September 26, 2021
 

Changing rooms

Hotels and serviced apartments are transforming their spaces to align with the new ways of working - and fill empty rooms

While many of us are embracing working from home, for others it can be isolating or simply impractical. Zoom calls to colleagues will quickly show you that not every home comes with an office, or even a spare room with space for a desk. Instead, many new homeworkers are having to make do with the edge of the kitchen breakfast counter, or the dining table, battling with interruptions from hungry children and pesky pets.

No surprise, then, that some versatile accommodation providers have turned their hand to offering bedrooms as office space on day lets, spotting a potential new market and, in turn, helping to counteract the dramatic dip in demand for overnight stays.

One of the quickest groups off the block was Accor, whose Hotel Office product is available in 320 properties in Europe, in brands from Ibis to Sofitel, ensuring something for every budget. “In Russia, one business booked multiple Hotel Office rooms in one hotel for two months for its team to use; and we’re seeing interest from younger professionals in house shares, where they are competing for work space and Wifi bandwidth,” says Jonathan Pettifer, Director of Corporate Sales and TMC Partners UK and Ireland.

Synergy

Serviced apartment group Ascott has launched Work in Residence in 60 of its properties providing rooms for day use, and Space-as-a-Service, working with corporate clients on options such as hosting cloud kitchens and Starbucks kiosks, or fitness activities in apartments. Work suites can be booked on a daily, weekly or monthly basis. In the UK, participating properties include Citadines Barbican London, Citadines Trafalgar Squar, Citadines Holborn Covent-Garden, Citadines South Kensington and Citadines Islington, which opened this autumn.

Ascott’s Chief Development Officer, Leong Teng Wui, said the group was capitalising on the rising telecommuting trend to offer a comprehensive solution for guests to live and work in a safe and private space. He said Ascott’s interior design service team is working with properties and owners to reconfigure and customise Ascott’s spacious apartments to “not only provide a home away from home, but also create a conducive, productive and well-designed workspace”.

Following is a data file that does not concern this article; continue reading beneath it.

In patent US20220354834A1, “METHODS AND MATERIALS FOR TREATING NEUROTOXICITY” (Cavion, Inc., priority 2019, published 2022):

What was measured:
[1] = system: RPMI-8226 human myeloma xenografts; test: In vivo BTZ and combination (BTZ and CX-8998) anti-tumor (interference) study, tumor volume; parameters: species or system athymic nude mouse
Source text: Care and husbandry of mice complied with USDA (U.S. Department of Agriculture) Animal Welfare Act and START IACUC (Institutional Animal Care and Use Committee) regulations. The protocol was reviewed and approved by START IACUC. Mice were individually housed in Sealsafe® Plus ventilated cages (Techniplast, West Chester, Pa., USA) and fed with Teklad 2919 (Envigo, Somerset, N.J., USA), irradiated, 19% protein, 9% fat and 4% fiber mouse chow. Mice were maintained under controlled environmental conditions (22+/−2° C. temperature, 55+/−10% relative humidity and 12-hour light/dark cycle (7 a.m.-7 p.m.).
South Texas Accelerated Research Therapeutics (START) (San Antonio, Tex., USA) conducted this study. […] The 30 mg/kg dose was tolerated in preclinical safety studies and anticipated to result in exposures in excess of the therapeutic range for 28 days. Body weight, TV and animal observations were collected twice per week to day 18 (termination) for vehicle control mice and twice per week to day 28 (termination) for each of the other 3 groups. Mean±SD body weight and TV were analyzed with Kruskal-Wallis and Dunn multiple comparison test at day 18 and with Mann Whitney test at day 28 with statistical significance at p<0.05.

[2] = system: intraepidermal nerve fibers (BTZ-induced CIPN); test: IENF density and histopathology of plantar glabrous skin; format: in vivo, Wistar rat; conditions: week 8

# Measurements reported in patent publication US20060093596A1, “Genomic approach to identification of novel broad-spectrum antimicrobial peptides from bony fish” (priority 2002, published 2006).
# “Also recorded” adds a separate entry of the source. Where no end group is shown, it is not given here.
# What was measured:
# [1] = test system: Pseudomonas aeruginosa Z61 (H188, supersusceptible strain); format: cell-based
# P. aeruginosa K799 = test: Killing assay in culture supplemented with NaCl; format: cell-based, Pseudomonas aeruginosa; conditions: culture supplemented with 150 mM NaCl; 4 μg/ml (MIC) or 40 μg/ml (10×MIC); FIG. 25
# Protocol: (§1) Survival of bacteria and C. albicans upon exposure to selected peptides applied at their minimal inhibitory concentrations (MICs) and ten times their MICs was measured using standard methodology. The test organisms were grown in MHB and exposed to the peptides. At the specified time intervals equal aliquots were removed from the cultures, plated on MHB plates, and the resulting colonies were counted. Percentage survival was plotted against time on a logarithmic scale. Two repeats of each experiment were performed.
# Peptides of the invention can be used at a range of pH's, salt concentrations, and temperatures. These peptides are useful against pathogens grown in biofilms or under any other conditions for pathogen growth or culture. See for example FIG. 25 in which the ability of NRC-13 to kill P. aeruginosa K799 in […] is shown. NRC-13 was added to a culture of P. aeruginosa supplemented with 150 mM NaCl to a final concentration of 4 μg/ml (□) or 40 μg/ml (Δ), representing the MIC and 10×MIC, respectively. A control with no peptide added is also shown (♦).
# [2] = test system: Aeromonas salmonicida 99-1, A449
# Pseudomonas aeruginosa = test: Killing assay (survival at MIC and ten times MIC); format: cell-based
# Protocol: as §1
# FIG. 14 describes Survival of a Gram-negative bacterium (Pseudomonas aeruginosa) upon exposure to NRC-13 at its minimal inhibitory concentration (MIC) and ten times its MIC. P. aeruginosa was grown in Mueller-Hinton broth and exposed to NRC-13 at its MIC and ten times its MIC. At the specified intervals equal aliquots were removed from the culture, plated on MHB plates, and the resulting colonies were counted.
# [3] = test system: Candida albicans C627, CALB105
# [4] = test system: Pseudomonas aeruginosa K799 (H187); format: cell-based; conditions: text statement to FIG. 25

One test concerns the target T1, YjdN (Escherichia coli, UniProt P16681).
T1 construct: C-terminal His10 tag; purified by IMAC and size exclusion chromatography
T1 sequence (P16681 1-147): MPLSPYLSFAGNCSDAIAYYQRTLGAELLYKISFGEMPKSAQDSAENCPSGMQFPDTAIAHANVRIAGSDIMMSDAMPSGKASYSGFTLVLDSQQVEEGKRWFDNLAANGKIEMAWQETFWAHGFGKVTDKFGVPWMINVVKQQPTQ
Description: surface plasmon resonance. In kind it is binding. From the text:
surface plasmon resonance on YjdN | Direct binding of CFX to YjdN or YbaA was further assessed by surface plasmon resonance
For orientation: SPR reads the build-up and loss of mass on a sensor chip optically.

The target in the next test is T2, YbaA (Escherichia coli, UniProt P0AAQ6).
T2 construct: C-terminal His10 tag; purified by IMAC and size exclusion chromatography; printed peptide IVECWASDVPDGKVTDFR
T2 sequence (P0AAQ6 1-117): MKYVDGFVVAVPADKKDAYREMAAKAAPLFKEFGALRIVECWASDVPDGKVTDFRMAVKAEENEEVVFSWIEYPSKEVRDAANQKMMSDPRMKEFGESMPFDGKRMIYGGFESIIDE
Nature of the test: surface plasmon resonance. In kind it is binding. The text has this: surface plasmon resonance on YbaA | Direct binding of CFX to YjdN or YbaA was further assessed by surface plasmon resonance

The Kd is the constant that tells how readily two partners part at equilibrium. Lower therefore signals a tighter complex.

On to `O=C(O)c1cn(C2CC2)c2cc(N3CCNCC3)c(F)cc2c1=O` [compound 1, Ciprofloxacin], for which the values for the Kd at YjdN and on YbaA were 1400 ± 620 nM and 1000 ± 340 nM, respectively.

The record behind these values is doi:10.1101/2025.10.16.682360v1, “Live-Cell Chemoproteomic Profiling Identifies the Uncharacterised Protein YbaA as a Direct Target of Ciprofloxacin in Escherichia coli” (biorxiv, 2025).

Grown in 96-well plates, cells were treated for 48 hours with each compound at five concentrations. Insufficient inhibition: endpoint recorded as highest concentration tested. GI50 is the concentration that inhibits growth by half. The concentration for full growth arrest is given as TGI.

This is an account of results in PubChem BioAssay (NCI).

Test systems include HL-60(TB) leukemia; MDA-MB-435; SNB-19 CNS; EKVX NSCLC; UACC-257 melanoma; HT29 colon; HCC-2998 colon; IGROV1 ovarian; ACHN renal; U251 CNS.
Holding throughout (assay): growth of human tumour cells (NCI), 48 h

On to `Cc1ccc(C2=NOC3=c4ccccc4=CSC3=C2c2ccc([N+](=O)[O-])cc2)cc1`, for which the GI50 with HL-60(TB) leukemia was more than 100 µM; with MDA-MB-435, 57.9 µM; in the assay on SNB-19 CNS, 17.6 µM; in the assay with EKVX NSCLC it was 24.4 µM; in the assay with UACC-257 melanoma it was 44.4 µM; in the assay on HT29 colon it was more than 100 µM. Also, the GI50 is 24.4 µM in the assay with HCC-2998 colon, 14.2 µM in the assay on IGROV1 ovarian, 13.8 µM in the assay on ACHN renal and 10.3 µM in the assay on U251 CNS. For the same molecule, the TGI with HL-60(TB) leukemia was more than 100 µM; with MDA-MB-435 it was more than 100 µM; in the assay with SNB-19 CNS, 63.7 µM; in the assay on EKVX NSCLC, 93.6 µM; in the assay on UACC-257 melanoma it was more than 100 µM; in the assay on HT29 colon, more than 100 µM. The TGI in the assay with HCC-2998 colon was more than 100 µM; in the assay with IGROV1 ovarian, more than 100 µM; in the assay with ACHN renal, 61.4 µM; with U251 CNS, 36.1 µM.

In March, Cheval Three Quays converted 21 apartments into a trading floor for a company needing a central location and super fast WiFi, and companies are able to book single apartments or blocks in Cheval properties. “We believe remote working is here to stay as a long-term trend,” says CEO George Westwell.

For those requiring a touch of luxury with their remote working, The Dorchester and 45 Park Lane are two Dorchester Collection properties providing Working Away, which includes private suites from 7am to 7pm, £100 spa and dining credit, on-call IT concièrge, working area with stationery and unlimited tea and coffee, which will set you back £1,275 and £925 respectively.

“Companies recognise some workers are struggling to maintain productivity or even morale at home”

Alternatively, Bvlgari Hotel London has introduced B.Business, an “elevated workation” that provides use of a spacious suite, the hotel’s pool and gym, and includes refreshments throughout the day, a lunch and even an after work drink at the end of the day. Packages are available until March 31 for groups of up to six or solo guests.

House of Fisher has responded to demand by adding desks and improving WiFi performance where required. The company has also turned the guest lounge at aparthotel 100 Kings Road in Reading into a co-working space, which is free for in-house guests and will eventually be offered to external visitors.

The public spaces in Lamington Group’s Southampton room2 always comprised bookable meeting space and working areas, and inspired by its success and the current climate, the group has decided to move development of The Mission in London’s Hammersmith, previously destined to be tenanted offices, to flexible co-working space for both guests and non-guests; plus have a secondary site within the room2 hometel in Belfast.